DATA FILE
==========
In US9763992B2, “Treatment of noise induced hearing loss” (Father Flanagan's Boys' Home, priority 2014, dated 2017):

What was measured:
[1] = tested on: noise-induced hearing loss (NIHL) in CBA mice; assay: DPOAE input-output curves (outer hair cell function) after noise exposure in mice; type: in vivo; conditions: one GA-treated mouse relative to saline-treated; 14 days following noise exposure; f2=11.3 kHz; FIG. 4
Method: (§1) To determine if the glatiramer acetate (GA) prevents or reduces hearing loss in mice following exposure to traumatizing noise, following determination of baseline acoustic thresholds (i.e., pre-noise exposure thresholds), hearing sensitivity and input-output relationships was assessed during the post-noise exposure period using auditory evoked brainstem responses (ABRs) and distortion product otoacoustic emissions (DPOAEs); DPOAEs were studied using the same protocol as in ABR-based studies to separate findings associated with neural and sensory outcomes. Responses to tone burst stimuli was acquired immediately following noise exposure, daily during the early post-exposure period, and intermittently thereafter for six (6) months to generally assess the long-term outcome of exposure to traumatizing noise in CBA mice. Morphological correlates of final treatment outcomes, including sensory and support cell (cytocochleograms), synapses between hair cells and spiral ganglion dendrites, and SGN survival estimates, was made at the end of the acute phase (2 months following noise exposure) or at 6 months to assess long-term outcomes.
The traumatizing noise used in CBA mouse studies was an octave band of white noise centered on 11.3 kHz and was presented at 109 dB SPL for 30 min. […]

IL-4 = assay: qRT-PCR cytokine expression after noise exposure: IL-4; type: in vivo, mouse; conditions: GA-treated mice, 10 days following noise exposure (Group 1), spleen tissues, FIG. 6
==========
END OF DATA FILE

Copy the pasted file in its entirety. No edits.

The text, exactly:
In US9763992B2, “Treatment of noise induced hearing loss” (Father Flanagan's Boys' Home, priority 2014, dated 2017):

What was measured:
[1] = tested on: noise-induced hearing loss (NIHL) in CBA mice; assay: DPOAE input-output curves (outer hair cell function) after noise exposure in mice; type: in vivo; conditions: one GA-treated mouse relative to saline-treated; 14 days following noise exposure; f2=11.3 kHz; FIG. 4
Method: (§1) To determine if the glatiramer acetate (GA) prevents or reduces hearing loss in mice following exposure to traumatizing noise, following determination of baseline acoustic thresholds (i.e., pre-noise exposure thresholds), hearing sensitivity and input-output relationships was assessed during the post-noise exposure period using auditory evoked brainstem responses (ABRs) and distortion product otoacoustic emissions (DPOAEs); DPOAEs were studied using the same protocol as in ABR-based studies to separate findings associated with neural and sensory outcomes. Responses to tone burst stimuli was acquired immediately following noise exposure, daily during the early post-exposure period, and intermittently thereafter for six (6) months to generally assess the long-term outcome of exposure to traumatizing noise in CBA mice. Morphological correlates of final treatment outcomes, including sensory and support cell (cytocochleograms), synapses between hair cells and spiral ganglion dendrites, and SGN survival estimates, was made at the end of the acute phase (2 months following noise exposure) or at 6 months to assess long-term outcomes.
The traumatizing noise used in CBA mouse studies was an octave band of white noise centered on 11.3 kHz and was presented at 109 dB SPL for 30 min. […]

IL-4 = assay: qRT-PCR cytokine expression after noise exposure: IL-4; type: in vivo, mouse; conditions: GA-treated mice, 10 days following noise exposure (Group 1), spleen tissues, FIG. 6